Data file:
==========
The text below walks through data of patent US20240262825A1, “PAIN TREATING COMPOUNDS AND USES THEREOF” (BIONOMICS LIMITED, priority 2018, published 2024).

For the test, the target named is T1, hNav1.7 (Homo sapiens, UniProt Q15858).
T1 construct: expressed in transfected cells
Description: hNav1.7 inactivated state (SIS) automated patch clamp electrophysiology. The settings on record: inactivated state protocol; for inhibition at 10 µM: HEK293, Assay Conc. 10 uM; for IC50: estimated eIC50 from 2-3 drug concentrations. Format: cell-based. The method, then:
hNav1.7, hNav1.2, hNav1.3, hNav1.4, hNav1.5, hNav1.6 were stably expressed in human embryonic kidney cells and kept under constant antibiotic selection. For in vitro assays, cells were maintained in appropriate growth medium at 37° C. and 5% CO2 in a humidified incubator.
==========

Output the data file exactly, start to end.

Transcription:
The text below walks through data of patent US20240262825A1, “PAIN TREATING COMPOUNDS AND USES THEREOF” (BIONOMICS LIMITED, priority 2018, published 2024).

For the test, the target named is T1, hNav1.7 (Homo sapiens, UniProt Q15858).
T1 construct: expressed in transfected cells
Description: hNav1.7 inactivated state (SIS) automated patch clamp electrophysiology. The settings on record: inactivated state protocol; for inhibition at 10 µM: HEK293, Assay Conc. 10 uM; for IC50: estimated eIC50 from 2-3 drug concentrations. Format: cell-based. The method, then:
hNav1.7, hNav1.2, hNav1.3, hNav1.4, hNav1.5, hNav1.6 were stably expressed in human embryonic kidney cells and kept under constant antibiotic selection. For in vitro assays, cells were maintained in appropriate growth medium at 37° C. and 5% CO2 in a humidified incubator.